Shingles is a viral disease produced by the varicella zoster virus (VZV), the same virus that causes chicken pox. Its symptoms include pain and a blistering rash that occurs along the nerves that contain dormant virus. You can not catch shingles. However, you can catch chicken pox through direct contact with someone who has shingles, by touching the area of the rash. Most people who get shingles are old. It sometimes infects younger people, or people with a weakened immune system. Stress may trigger shingles. The disease starts with tingling, itchiness, or pain on an infected person's skin. After a few days, the disease causes a blistering rash. This rash may be on the trunk or face. The rash grows into small blisters filled with fluid. These blisters dry out and crust over for several days. The rash causes anything from mild itching to extreme pain. The rash stays in one region of the body.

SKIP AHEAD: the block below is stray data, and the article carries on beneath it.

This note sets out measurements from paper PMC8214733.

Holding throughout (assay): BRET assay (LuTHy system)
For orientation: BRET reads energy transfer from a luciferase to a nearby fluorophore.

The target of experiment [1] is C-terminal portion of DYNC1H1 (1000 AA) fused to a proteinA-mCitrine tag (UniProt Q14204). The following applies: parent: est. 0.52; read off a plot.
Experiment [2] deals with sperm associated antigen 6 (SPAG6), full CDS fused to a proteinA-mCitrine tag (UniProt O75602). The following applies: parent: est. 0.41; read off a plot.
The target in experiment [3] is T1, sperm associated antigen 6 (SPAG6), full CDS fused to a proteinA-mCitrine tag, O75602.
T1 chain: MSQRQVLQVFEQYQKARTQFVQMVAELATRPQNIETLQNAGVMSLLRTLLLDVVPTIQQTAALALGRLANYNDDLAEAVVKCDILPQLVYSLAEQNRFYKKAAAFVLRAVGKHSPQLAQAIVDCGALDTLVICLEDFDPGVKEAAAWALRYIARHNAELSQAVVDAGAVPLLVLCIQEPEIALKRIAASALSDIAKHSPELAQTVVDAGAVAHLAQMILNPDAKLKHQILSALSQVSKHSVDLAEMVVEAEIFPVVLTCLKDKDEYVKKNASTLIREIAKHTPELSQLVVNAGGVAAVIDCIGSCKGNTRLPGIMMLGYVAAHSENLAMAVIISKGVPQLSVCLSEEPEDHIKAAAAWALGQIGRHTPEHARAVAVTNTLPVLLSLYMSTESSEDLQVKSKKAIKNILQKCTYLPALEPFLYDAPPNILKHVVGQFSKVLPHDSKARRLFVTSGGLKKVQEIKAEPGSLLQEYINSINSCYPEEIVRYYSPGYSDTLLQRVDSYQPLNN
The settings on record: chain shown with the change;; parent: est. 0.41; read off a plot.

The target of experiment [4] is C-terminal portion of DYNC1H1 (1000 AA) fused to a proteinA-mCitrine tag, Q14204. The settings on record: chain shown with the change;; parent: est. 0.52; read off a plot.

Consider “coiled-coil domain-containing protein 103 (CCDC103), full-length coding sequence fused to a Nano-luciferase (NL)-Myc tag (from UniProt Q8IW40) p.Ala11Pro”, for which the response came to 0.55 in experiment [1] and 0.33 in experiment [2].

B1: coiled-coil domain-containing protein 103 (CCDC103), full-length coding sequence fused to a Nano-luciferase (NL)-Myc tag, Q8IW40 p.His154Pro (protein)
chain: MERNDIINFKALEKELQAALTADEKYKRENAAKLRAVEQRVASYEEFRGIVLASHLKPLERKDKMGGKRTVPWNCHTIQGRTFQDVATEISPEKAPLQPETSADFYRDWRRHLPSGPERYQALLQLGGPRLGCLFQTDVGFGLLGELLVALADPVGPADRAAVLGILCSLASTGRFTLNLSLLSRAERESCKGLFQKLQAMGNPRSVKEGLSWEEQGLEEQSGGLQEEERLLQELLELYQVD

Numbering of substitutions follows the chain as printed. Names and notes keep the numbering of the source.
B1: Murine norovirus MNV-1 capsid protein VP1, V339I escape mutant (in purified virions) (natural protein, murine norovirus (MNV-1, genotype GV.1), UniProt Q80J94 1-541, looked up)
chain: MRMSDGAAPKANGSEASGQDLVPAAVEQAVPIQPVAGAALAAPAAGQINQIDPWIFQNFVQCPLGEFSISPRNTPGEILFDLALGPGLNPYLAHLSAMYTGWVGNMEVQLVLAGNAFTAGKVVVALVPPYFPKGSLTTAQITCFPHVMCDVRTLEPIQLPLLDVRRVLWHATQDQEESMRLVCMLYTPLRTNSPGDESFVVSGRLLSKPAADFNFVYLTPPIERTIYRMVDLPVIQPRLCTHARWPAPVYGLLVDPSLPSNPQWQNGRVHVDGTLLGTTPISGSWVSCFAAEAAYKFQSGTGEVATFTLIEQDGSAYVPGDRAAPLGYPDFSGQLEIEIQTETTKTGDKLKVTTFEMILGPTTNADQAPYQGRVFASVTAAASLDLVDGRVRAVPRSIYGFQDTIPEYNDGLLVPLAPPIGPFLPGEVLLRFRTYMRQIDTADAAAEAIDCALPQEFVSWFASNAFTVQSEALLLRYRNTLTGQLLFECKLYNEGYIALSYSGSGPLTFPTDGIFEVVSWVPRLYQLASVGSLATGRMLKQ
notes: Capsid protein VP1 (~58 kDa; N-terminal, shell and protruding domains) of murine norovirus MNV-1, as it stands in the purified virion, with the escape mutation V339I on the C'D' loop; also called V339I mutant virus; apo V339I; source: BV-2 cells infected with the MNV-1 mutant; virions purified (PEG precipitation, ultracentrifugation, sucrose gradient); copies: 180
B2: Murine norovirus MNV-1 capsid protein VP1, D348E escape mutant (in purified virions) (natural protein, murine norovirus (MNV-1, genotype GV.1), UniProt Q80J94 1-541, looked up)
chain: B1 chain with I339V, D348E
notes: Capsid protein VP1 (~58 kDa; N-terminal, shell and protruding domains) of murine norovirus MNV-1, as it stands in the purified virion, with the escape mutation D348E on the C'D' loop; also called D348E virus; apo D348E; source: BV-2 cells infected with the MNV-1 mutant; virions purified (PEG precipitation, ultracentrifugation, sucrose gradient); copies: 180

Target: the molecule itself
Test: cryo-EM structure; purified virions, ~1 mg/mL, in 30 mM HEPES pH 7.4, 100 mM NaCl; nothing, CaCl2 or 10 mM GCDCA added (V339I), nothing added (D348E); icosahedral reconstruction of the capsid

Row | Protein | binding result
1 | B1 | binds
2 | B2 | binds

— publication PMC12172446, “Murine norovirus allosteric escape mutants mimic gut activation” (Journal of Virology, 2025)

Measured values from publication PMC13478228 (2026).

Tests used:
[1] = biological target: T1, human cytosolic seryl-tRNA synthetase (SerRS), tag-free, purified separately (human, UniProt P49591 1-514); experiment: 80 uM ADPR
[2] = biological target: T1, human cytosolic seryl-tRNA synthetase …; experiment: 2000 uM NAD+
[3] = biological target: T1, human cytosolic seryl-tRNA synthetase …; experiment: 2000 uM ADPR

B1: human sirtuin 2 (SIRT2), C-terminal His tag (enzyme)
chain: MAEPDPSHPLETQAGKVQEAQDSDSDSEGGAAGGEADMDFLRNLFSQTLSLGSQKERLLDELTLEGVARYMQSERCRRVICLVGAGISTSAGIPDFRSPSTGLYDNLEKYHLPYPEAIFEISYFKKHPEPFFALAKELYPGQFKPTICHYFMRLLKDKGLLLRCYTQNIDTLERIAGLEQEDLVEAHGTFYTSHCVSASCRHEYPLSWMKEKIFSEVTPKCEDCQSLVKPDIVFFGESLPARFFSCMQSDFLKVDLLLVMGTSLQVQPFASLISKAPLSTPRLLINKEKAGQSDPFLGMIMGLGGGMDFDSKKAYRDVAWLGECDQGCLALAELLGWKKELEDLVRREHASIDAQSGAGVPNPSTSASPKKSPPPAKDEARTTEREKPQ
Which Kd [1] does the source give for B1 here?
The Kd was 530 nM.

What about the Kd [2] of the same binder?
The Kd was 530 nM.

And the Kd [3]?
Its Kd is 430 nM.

The shingles virus is contagious from person to person only by direct contact. For this reason, persons with shingles are advised to limit contact with those who are not immune to chicken pox, those with increased risk are young children and pregnant women. Contracting chickenpox when one is pregnant can be dangerous to the unborn child.
If people have had chickenpox, they cannot get chickenpox from someone else again. However, it is thought that contact with a shingles patient may trigger a person's own dormant chickenpox virus to become shingles.
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